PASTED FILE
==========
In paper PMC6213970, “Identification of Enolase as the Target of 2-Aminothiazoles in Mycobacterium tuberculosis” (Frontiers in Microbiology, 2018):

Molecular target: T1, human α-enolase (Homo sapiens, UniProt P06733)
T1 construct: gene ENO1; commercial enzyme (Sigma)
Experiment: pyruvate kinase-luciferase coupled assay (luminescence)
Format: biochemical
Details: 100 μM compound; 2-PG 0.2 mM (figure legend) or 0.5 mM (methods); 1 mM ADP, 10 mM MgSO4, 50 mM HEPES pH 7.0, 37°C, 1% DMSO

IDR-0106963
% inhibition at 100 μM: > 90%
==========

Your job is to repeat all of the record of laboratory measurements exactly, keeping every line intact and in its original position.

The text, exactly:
In paper PMC6213970, “Identification of Enolase as the Target of 2-Aminothiazoles in Mycobacterium tuberculosis” (Frontiers in Microbiology, 2018):

Molecular target: T1, human α-enolase (Homo sapiens, UniProt P06733)
T1 construct: gene ENO1; commercial enzyme (Sigma)
Experiment: pyruvate kinase-luciferase coupled assay (luminescence)
Format: biochemical
Details: 100 μM compound; 2-PG 0.2 mM (figure legend) or 0.5 mM (methods); 1 mM ADP, 10 mM MgSO4, 50 mM HEPES pH 7.0, 37°C, 1% DMSO

IDR-0106963
% inhibition at 100 μM: > 90%